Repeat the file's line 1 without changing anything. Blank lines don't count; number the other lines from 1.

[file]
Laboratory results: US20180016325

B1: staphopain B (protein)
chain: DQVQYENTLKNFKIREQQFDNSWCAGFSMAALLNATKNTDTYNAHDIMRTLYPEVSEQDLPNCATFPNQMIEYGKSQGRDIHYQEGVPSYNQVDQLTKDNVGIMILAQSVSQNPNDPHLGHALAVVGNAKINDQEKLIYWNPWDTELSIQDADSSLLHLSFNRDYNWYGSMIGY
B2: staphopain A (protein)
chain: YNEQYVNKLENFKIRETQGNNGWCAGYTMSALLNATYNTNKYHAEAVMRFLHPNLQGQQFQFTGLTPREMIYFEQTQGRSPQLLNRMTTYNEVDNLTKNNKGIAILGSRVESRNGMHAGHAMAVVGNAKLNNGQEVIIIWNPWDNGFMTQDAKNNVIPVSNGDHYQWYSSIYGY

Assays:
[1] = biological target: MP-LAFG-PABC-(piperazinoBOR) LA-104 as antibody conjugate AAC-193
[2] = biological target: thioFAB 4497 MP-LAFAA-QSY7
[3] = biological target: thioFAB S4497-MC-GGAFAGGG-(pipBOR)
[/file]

Laboratory results: US20180016325